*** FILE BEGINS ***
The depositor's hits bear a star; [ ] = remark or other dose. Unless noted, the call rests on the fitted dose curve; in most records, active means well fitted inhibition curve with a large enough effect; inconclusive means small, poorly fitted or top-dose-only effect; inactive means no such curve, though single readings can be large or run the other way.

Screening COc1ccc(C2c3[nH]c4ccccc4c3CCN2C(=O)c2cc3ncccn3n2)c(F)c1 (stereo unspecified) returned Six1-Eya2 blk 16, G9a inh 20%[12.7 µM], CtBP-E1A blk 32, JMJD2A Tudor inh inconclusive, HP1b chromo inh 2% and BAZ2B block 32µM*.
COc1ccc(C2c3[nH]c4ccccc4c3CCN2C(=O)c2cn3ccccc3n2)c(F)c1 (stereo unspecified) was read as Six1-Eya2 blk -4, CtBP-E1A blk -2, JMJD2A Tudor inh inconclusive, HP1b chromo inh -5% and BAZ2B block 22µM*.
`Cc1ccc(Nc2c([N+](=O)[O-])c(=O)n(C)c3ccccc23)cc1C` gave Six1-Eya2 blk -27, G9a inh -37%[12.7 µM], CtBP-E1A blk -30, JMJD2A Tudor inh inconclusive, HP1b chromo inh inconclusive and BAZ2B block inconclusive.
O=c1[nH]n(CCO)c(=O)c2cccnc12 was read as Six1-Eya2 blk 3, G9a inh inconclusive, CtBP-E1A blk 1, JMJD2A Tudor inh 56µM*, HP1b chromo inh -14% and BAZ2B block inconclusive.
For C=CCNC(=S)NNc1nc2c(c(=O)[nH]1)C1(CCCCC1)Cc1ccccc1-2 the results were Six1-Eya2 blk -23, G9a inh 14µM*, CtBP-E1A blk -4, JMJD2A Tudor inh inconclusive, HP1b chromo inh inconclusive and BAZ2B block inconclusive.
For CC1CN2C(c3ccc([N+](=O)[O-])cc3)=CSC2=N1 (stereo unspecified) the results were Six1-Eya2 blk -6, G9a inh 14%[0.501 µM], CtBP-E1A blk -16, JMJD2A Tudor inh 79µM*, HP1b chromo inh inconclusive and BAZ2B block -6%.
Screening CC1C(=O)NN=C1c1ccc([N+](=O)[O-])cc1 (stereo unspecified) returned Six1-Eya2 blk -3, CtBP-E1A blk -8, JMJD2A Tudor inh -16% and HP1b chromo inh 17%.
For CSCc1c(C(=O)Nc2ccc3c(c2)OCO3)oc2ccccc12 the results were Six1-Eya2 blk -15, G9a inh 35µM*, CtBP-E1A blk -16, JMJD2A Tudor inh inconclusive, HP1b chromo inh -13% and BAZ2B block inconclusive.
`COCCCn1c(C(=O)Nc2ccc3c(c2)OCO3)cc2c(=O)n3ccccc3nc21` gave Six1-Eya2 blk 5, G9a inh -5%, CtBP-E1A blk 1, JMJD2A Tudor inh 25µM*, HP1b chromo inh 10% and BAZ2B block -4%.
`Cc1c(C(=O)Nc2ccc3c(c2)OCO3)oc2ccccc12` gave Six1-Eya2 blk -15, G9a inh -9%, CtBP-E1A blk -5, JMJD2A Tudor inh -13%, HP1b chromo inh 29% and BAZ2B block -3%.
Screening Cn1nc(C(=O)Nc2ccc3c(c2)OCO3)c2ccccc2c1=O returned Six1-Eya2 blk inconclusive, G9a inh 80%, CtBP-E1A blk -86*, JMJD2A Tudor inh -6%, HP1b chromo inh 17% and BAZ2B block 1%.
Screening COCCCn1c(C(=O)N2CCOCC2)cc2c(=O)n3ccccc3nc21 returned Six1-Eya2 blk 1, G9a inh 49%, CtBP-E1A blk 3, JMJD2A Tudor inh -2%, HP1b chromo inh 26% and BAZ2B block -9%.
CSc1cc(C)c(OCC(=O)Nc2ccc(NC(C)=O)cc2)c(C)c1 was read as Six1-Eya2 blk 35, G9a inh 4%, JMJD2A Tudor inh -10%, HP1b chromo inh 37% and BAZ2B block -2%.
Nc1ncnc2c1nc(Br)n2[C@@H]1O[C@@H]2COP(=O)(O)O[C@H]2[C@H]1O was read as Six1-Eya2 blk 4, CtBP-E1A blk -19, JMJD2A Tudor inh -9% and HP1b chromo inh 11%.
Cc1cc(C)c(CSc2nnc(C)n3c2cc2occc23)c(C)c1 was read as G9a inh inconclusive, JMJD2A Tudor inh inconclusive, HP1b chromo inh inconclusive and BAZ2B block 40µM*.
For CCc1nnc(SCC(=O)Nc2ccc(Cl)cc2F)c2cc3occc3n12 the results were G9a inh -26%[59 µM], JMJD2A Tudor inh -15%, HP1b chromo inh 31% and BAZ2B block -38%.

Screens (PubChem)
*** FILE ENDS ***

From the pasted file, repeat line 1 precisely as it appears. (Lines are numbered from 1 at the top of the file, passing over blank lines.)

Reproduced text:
The depositor's hits bear a star; [ ] = remark or other dose. Unless noted, the call rests on the fitted dose curve; in most records, active means well fitted inhibition curve with a large enough effect; inconclusive means small, poorly fitted or top-dose-only effect; inactive means no such curve, though single readings can be large or run the other way.